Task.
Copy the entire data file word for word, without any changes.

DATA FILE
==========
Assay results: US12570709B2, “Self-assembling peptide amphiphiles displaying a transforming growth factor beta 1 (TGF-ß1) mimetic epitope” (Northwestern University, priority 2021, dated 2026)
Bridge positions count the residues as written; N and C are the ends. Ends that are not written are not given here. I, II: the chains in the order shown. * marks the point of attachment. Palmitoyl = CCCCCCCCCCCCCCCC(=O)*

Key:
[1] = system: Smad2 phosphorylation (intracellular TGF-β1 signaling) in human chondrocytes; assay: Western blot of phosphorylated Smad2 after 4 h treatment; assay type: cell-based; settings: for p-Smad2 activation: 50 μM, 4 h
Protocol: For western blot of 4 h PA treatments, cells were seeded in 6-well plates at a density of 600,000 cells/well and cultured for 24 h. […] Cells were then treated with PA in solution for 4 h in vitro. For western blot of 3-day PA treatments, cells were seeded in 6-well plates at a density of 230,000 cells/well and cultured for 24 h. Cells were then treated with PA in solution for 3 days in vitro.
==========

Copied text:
Assay results: US12570709B2, “Self-assembling peptide amphiphiles displaying a transforming growth factor beta 1 (TGF-ß1) mimetic epitope” (Northwestern University, priority 2021, dated 2026)
Bridge positions count the residues as written; N and C are the ends. Ends that are not written are not given here. I, II: the chains in the order shown. * marks the point of attachment. Palmitoyl = CCCCCCCCCCCCCCCC(=O)*

Key:
[1] = system: Smad2 phosphorylation (intracellular TGF-β1 signaling) in human chondrocytes; assay: Western blot of phosphorylated Smad2 after 4 h treatment; assay type: cell-based; settings: for p-Smad2 activation: 50 μM, 4 h
Protocol: For western blot of 4 h PA treatments, cells were seeded in 6-well plates at a density of 600,000 cells/well and cultured for 24 h. […] Cells were then treated with PA in solution for 4 h in vitro. For western blot of 3-day PA treatments, cells were seeded in 6-well plates at a density of 230,000 cells/well and cultured for 24 h. Cells were then treated with PA in solution for 3 days in vitro.